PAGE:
Refreshing, and crisp are among the few words that are often used to describe this incredible single malt. This Suntory whisky boasts a tantalizing balance of fruity and smoky flavours that have earned it a number of awards at whisky tasting competitions worldwide.

5. Hibiki 17 Year Old

Hibiki 17 Year Old Blended Whisky

The Hibiki 17 Year Old is one of the most remarkable blended whiskies produced by Suntory, and was initially released in 1989, having held its appeal over numerous decades. It is a blend of malt and grain whiskies sourced from all three distilleries belonging to Suntory, the Yamazaki, the Hakushu and the Chita.

The name Hibiki translates to ‘Harmony’, a name that is very well suited for this wonderful landmark in the Japanese whisky industry, that represents the country’s tireless pursuit of perfection and meticulous precision.

6. Nikka Coffey Grain Whisky

Nikka Coffey Grain Whisky

Distilled at the Miyagyiko Distillery, the second distillery built by Nikka founder Masataka Taketsuru, this is a whisky unlike any other Japanese whisky in the market. From a mash bill that is predominantly comprised of Corn, and only some amount of Malted Barley, the Nikka Coffey Grain is one of their most iconic releases.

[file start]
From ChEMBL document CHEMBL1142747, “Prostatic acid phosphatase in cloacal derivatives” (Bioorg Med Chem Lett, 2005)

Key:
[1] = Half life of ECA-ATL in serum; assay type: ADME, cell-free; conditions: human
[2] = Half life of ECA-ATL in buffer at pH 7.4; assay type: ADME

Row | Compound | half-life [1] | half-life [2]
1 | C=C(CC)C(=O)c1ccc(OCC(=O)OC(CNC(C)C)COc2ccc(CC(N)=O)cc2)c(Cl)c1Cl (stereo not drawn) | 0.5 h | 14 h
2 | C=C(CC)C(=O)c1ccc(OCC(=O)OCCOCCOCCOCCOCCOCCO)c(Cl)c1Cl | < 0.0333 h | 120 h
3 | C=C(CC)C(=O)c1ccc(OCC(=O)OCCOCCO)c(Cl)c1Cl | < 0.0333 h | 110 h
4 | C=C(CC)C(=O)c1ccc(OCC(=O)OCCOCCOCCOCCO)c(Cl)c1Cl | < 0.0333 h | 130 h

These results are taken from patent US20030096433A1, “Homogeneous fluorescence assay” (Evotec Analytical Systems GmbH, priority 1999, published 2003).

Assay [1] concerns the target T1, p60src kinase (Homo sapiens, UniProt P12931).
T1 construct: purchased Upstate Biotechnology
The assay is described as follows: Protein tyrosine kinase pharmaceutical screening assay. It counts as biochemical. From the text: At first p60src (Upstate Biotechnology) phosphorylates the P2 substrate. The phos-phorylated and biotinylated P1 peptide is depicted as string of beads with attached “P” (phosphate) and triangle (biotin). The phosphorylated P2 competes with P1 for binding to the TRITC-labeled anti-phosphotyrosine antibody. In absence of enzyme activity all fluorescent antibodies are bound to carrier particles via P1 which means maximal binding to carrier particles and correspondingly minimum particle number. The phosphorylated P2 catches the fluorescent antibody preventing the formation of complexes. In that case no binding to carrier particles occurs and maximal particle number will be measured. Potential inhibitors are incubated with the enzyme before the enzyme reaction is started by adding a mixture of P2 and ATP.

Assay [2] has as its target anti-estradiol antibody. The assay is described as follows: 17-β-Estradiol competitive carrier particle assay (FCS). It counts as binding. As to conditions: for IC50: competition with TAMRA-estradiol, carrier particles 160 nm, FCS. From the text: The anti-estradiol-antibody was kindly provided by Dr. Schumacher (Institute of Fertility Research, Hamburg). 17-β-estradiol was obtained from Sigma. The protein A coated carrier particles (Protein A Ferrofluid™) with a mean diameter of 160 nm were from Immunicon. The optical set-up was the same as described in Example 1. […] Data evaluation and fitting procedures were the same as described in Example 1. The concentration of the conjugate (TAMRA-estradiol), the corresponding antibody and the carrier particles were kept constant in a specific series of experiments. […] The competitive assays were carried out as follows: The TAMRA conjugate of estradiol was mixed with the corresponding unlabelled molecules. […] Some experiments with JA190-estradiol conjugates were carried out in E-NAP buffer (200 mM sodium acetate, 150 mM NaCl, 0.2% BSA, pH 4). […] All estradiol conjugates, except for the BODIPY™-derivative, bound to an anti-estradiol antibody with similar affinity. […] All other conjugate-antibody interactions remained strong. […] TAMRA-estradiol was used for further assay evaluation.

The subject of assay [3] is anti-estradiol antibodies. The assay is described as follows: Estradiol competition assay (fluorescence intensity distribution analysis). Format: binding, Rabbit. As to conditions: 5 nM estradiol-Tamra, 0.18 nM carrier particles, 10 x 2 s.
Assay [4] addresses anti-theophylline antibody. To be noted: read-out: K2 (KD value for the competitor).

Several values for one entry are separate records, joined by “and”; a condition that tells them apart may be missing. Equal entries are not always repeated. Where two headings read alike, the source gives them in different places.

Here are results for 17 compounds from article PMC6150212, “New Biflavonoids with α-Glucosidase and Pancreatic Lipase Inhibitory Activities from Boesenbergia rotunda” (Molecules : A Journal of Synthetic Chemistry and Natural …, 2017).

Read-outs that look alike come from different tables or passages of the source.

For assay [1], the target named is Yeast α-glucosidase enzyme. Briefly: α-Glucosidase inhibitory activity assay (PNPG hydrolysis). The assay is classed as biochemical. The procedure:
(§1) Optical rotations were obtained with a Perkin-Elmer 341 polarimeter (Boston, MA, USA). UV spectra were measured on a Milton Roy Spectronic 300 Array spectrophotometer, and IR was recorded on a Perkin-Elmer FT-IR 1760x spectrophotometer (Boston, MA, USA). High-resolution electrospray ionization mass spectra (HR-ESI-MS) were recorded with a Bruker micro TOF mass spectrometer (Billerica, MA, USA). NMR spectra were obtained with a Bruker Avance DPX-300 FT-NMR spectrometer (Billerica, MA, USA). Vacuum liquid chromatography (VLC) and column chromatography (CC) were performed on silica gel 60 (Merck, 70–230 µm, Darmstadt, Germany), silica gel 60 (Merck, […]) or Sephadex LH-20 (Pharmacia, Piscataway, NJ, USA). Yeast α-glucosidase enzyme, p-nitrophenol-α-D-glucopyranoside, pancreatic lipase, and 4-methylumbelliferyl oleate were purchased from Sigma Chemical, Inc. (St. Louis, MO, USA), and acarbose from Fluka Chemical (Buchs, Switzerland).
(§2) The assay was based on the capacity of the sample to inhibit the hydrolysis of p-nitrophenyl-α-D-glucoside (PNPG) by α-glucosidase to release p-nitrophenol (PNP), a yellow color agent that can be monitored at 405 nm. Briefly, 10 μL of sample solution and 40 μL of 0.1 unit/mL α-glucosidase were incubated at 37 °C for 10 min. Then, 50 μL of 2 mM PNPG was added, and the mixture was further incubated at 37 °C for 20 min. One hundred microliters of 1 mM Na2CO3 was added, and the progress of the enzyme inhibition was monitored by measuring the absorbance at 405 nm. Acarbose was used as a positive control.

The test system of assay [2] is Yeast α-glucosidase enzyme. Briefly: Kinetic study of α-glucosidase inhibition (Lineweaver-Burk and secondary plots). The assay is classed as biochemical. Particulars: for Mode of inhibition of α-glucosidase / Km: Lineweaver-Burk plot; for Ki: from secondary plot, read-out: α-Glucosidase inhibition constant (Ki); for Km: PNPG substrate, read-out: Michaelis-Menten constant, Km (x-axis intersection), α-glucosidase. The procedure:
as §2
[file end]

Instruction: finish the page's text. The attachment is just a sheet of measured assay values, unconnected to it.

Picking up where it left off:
The two Coffey stills at the Miyagyaki Distillery were imported by Taketsuru way back in 1963, and have helped Nikka Whisky produce some very brilliant whiskies. Using a mash bill that is more on the lines of Bourbon whiskey, and using the Coffey Still to distil this grain whisky, Nikka have done a terrific job at creating something extraordinary.

7. Togouchi Premium Grain Whisky

Togouchi Premium grain Whisky

This is a unique no-age-statement from the Chugoku Jozo Distillery near Hiroshima. What is unique about the Togouchi Premium Grain whisky is that it is matured in a tunnel, instead of a warehouse like most distilleries.

Created by marrying Scottish malt with Canadian grain whiskies aged in Japan, the tunnel-maturation adds an interesting twist to the Togouchi Premium. Although the source whiskies come in from Scotland and Canada, it is the expertise of the people at Chugoku Jozo, a company that has historically been brewing sake and shochu since 1918.